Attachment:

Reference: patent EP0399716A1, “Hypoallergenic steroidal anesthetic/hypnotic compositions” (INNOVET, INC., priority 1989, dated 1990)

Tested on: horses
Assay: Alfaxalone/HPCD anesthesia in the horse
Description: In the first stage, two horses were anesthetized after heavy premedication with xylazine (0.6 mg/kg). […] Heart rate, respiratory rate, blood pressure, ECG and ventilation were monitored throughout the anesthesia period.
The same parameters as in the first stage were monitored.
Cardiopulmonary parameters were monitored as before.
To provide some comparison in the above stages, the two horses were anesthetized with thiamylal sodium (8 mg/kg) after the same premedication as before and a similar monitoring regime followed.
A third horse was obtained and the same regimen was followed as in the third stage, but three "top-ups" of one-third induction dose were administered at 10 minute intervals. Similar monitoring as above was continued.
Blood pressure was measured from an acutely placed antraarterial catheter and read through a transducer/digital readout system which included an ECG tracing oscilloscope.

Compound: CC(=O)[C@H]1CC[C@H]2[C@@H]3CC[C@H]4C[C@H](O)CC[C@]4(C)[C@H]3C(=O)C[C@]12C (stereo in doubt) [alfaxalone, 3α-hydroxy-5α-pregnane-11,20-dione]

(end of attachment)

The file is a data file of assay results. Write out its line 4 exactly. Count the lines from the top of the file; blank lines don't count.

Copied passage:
Description: In the first stage, two horses were anesthetized after heavy premedication with xylazine (0.6 mg/kg). […] Heart rate, respiratory rate, blood pressure, ECG and ventilation were monitored throughout the anesthesia period.